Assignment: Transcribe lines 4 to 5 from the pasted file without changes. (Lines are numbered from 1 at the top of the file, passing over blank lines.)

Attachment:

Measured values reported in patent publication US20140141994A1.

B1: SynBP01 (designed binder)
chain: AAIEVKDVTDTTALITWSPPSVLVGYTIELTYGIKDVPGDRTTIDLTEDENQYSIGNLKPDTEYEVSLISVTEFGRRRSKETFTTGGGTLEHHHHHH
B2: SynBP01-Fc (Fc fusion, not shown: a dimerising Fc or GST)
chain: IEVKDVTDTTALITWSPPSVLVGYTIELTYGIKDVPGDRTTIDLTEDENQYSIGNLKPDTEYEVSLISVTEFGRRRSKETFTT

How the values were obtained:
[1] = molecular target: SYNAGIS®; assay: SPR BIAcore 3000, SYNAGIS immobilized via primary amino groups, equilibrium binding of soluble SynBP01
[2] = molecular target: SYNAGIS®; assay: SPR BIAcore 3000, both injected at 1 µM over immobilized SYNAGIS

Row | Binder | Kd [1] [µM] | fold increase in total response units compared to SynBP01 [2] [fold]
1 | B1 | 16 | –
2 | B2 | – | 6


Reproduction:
B2: SynBP01-Fc (Fc fusion, not shown: a dimerising Fc or GST)
chain: IEVKDVTDTTALITWSPPSVLVGYTIELTYGIKDVPGDRTTIDLTEDENQYSIGNLKPDTEYEVSLISVTEFGRRRSKETFTT